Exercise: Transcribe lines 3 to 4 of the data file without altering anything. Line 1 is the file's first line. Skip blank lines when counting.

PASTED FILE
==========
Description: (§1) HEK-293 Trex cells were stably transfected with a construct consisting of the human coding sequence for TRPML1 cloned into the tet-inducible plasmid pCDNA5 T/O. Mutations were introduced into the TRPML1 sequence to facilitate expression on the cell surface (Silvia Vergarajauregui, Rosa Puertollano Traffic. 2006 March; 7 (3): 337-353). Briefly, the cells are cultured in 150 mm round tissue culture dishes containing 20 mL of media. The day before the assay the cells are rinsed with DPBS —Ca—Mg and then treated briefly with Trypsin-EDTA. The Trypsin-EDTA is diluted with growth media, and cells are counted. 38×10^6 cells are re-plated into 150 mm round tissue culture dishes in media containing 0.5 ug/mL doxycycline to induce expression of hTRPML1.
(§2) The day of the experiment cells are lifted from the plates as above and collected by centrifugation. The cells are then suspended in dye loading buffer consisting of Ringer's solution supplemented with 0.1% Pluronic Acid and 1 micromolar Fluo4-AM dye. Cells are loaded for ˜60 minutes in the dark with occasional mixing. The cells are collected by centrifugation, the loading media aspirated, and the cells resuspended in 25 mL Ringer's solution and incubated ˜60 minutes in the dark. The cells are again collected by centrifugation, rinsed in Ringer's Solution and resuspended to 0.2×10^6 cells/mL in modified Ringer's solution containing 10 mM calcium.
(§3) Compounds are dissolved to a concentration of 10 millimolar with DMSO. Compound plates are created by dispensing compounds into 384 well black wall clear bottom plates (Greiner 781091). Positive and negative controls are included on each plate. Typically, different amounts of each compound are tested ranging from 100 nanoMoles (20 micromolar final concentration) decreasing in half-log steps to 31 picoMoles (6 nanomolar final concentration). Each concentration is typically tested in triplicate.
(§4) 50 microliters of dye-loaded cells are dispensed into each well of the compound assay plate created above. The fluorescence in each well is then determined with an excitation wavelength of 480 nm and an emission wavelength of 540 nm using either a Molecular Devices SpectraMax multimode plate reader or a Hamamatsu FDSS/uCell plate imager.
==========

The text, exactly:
(§3) Compounds are dissolved to a concentration of 10 millimolar with DMSO. Compound plates are created by dispensing compounds into 384 well black wall clear bottom plates (Greiner 781091). Positive and negative controls are included on each plate. Typically, different amounts of each compound are tested ranging from 100 nanoMoles (20 micromolar final concentration) decreasing in half-log steps to 31 picoMoles (6 nanomolar final concentration). Each concentration is typically tested in triplicate.
(§4) 50 microliters of dye-loaded cells are dispensed into each well of the compound assay plate created above. The fluorescence in each well is then determined with an excitation wavelength of 480 nm and an emission wavelength of 540 nm using either a Molecular Devices SpectraMax multimode plate reader or a Hamamatsu FDSS/uCell plate imager.